Why Ciril Jazbec is On Thin Ice
The brightest young photojournalist at Arles says his lifelong work will be an encapsulation of climate change
Ciril Jazbec hasn’t the cool detachment in common with many fine-art photographers. Instead, the 27-year-old Slovenian shoots beautiful, highly emotional documentary stories with a strong editorial viewpoint for such news outlets as the New York Times, Der Spiegel, and the Sunday Times. At last year’s Rencontres d’Arles he won both the 2013 Folio Reivew and the Leica Oskar Barnack Newcomer Award for his work on climate change. He returns to the photo festival this month with more ecologically themed work, On Thin Ice. We caught up with the young photographer yesterday, as he prepared for the show's opening, to discuss his work, outlook and just how long is too long to spend embedded in communities on the brink of ecological disaster.
Tell us a bit about yourself I’m from Slovenia. I got interested in photography in primary school; I probably started taking it seriously around the age of 12 or 13, and I turned 27 last week, so its been a long journey. I started to study economics in Slovenia, then I went to the London College of Communications, where I took a Masters in Photojournalism and Documentary Photography.
How was college? A fantastic experience. I was introduced to the whole business of galleries and assignments, but I also really got to look in myself, to ask ‘who is Ciril Jazbec?’’; to ask myself what sort of work I want to do.
What’s the story behind On Thin Ice, the photo series you’re showing at Arles? It’s a body of work I shot over two years, involving two different trips to Greenland, in an attempt to capture the human face of climate change. The last chapter of my long term project; I’ve also shot similar series on [the island nation] Kiribati in the South Pacific, as well as in Alaska.
How is it different from other climate change photo stories? I wanted to see how, in these different places, certain communities cope with the effects of climate change, be it erosion and flooding, or the melting of the ice caps in Greenland. When I get to these places, I focus on one small community and really try to get close.
Why is that? Because I really believe in photography: how it can not only tell a story, but also convey very deep expressions. For me, it’s at its most powerful when it’s honest and deep, when you feel a real connection with humanity. I love talking to people; I’m interested in them, and I try to get really emotional, passionate, motivated in my work. That's why I stay with one small community for six weeks at a time. I get the relationships right first before I take a picture. Often, I don’t shoot anything for the first week.
Is it hard forming these strong bonds, when the subject matter is so bleak? Well, I explore the different issues that reflect the lives of the people, but I always try to look for the light at the end, too. You see bad things, of course. There are suicides among young people and other social problems, for example, but there is life too, and celebrations of the old ways of living.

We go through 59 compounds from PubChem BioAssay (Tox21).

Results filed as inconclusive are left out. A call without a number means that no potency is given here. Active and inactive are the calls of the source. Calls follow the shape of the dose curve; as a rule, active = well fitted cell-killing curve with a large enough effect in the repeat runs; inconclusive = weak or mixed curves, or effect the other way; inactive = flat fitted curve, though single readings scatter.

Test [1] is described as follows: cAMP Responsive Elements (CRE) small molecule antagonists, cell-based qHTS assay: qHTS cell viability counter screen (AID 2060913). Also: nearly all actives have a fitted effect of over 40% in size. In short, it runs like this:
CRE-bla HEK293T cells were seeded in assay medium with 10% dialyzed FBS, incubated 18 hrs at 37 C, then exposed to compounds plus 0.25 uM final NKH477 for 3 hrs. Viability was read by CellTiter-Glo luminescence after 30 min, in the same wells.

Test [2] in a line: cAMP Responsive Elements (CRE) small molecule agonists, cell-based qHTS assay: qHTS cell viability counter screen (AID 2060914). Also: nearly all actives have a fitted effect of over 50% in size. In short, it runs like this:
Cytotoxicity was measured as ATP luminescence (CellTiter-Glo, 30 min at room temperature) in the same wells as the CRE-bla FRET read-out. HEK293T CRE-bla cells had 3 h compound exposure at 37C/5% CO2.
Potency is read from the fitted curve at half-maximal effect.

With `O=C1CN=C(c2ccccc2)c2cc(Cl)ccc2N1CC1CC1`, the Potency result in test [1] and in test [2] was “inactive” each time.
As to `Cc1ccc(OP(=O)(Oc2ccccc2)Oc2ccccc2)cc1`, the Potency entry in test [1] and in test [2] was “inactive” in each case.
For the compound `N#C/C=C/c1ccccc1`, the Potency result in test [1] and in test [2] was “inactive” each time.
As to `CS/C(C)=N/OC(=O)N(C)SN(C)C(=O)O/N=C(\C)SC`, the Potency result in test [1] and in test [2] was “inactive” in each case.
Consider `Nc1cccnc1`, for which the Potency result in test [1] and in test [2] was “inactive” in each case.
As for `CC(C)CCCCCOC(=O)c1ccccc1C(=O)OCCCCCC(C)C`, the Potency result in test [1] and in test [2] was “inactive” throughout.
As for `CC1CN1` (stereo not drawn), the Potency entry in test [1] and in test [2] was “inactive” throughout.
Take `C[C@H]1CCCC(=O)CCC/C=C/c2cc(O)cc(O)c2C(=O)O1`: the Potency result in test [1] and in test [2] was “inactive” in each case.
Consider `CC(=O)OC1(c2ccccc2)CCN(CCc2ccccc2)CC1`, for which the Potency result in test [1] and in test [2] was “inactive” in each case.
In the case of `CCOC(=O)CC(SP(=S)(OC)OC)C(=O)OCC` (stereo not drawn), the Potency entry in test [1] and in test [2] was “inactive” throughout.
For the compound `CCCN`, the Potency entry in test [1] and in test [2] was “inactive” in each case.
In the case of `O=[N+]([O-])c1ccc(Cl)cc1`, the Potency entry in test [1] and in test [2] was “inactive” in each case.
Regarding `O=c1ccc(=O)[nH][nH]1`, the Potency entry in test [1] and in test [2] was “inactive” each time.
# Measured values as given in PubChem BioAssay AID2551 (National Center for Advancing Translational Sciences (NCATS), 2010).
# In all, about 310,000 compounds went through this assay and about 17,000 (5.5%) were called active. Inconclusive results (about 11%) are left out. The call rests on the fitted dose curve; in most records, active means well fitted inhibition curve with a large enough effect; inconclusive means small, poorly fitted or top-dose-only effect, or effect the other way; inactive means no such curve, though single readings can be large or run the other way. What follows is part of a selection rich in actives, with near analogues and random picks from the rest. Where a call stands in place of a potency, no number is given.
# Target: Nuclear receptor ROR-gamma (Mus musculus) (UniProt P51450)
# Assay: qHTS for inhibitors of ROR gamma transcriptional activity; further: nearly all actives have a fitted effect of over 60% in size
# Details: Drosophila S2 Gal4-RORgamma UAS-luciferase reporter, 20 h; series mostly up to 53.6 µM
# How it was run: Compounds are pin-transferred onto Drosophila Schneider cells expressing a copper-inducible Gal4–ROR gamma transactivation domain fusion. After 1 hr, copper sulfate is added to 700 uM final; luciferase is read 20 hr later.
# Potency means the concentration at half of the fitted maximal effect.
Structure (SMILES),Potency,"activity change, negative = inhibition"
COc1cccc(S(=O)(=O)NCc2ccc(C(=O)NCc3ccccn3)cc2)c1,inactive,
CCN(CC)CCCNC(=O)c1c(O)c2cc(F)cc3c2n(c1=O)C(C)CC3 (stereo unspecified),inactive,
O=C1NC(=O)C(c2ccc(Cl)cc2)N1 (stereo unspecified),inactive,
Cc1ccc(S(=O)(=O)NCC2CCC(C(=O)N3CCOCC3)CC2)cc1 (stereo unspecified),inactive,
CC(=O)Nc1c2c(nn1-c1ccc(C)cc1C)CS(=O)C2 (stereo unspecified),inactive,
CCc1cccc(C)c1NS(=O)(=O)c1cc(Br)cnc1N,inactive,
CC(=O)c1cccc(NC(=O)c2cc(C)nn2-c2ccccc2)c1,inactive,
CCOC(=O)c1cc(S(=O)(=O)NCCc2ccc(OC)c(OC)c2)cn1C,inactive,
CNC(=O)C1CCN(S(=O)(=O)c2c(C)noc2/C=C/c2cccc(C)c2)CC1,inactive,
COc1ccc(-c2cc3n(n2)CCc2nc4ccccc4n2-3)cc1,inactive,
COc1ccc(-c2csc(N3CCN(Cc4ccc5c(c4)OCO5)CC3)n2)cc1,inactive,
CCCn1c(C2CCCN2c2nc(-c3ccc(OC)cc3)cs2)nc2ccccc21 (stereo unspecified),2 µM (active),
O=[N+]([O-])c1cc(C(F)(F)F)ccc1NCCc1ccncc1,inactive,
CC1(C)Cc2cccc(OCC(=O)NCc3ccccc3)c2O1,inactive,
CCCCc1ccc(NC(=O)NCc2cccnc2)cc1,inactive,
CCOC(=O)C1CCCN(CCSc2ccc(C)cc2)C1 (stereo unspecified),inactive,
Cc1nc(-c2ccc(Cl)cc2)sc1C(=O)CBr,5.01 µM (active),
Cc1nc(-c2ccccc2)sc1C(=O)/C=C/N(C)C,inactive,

Do you ever get too attached? If you stay somewhere for too long it’s not good. You need a certain amount of time - one month to six weeks, and then I’m exhausted. There are days when you are just too depressed.
How did you win the Leica Oskar Barnack Newcomer Award 2013 at Arles last year? I actually came to Arles for the first time in 2013, initially to get my portfolio reviewed. The work that won the prize - my Alaskan story, Waiting to Move - was in that portfolio. This year I’m back with On Thin Ice; we’ve even produced a small run of books for the show too, and driven over with them in my car from Slovenia.
It’s a transitional time for photojournalism, isn’t it? Galleries and festivals seem more ready to show work than newspapers are to print the images. It’s true; you’re seeing it more and more in the galleries. It’s very disappointing what’s happening with photojournalism. Publications are sending fewer photographers on assignments, more photographers are jobless and you see iPhone pictures everywhere. I don’t have an answer. My model is to focus on documentary work, but every now and then I get some commercial work, and invest the money in my projects. I really want to look back in ten, twenty or even forty years, and to say I’ve produced something about climate change, but also about the small communities it affects. I want to document those communities, and to do that with my own signature.
__What else are you working on next? __ I’ll be going back to Greenland this year, but I’ll also be working on projects in Africa. I’m still interested in economics, and I’ve shot a story on Ugandan tech entrepreneurs. It was published in Wired UK. It’s a more hopeful story than the climate change work, and I guess balances it. It’s great to show such amazing, intelligent, ambitious people. When it was published, they got quite a bit of interest. That’s my mission at the moment: to inspire people. I’m really enjoying photography, but it’s also a lot of hard work.
Find out more about Ciril here; for more on his show, go here; for a greater insight into photojournalism, buy our Magnum books; our Steve McCurry books, and Questions Without Answers, our VII Agency book. And for greater insight into contemporary photography, pick up a copy of Photography Today.